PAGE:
The first person you should see if you're having difficulties in a course is your course instructor. Many faculty members are still available to meet with students during weekly virtual office hours. In addition, TA sessions are linked with many courses and serve as a valuable opportunity for students to have their questions answered. In order to foster student-professor communications, instructors will be notified when a student submits a request for a tutor in one of their courses, and will be asked to assist in matching the student with the most appropriate tutoring resource.

Peer tutoring, which focuses on course content, should be used to supplement other means of support such as faculty office hours and TA sessions. Students needing general support with studying, organization, or test taking, can contact Student Academic Resources, or request to meet with a peer advisor.

Do not wait until the last minute to seek help on an upcoming test or assignment. Tutoring matches are made as quickly as possible beginning after drop/add. Matches are sent out on Wednesdays and Fridays each week.


  • Additional tutoring resources available at Wes
  • What to do if you think you need a tutor

    If you believe you need a tutor:

    1. Sign on to your faculty's office hours first! Your faculty member is the best person to ask questions to about the course material.
    2. If there is a TA for the course, ask them for help also. Attend the TA sessions, and ask the TA questions about the course material.
    3. If you need additional support, ask your faculty member to brainstorm with you which resources on campus may be the best suited to help you.
    4. Request a tutor to be matched with the appropriate tutoring resource. Your faculty will be notified of your request in order to help identify the most appropriate tutoring resource.
  • Expectations for students working with a tutor
    • Tutoring is a supplement to other class resources; it is not a substitute for attending class, TA sessions, or the professor’s office hours
    • Tutors do not do students' homework
      • Tutors help students understand the concepts behind problems, and/or the process of solving problems
      • Peer tutors may not assist students with work on take-home exams or problem sets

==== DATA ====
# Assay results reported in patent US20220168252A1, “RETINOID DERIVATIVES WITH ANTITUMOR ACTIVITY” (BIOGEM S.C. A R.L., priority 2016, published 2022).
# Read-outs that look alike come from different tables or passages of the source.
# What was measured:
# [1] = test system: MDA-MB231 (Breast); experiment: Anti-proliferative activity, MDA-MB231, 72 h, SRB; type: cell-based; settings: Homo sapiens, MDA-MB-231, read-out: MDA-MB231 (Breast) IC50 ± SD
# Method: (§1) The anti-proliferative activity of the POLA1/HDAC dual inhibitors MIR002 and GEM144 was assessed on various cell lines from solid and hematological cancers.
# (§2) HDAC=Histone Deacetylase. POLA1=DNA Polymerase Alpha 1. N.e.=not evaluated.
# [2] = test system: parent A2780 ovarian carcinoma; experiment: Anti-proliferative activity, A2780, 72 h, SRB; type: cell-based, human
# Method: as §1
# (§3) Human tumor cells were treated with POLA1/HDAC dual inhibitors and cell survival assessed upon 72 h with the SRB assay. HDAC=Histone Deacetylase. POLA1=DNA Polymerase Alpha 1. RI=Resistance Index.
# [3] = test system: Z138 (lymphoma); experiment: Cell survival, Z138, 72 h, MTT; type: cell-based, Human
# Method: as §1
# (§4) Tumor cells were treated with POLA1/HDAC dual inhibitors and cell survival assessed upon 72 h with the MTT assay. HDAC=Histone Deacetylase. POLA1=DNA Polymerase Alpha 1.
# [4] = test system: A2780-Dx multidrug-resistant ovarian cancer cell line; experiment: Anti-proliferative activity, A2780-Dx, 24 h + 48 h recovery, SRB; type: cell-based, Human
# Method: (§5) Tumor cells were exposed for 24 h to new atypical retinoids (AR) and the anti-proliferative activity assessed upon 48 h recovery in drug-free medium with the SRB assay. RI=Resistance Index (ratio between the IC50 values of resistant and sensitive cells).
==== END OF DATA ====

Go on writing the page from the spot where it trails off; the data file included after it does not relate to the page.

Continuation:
• As a result of meeting with a tutor, you should expect to:
      • Continue to work with professors, TAs, and other campus resources
      • Work hard
      • Improve your skills and understanding of class material
      • Increase your comfort level with course material
    • As a result of meeting with a tutor, you should not expect:
      • A sudden improvement in your GPA
      • An answer to everything in the class
      • A homework solving session – be prepared with specific questions!
    • If you are experiencing problems that your tutor is unable to address, please contact the Deans’ Peer Tutoring Program
  • Requirements for requesting a peer tutor
    • Discuss your request for a tutor with your course instructor in order to clarify which specific areas you need help with, and how a tutor can be most helpful
    • Complete the Tutor Request Form
    • Wait for a match email with information on which tutoring resource is right for your needs
    • Access additional resources

    For more information, read through the Frequently Asked Questions for Students.

  • Expectations for tutoring sessions
    • Commit to attend all scheduled meetings:
      • Be prepared with specific questions for the tutor to address
      • Have all relevant materials nearby and ready (such as books, syllabus, notes, etc.)
      • Be on time for every session; if you must cancel a session, give as much advance notice as possible (preferably 24 hours)
      • Set clear goals at the beginning of each session
      • At the end of each session, review what you learned, clarify your next steps and study goals, and confirm the next meeting
    • Tutors and tutees must maintain academic integrity
      • Tutors will not solve homework problems directly; they will focus on course concepts and problem solving methods
      • Peer tutors may not assist with problems on take-home exams or problem sets
      • Ask your instructor how to indicate your work with a tutor
      • Improper assistance is a violation of the Honor Code; for more information on the Honor Code, refer to the Student Handbook or speak with your class dean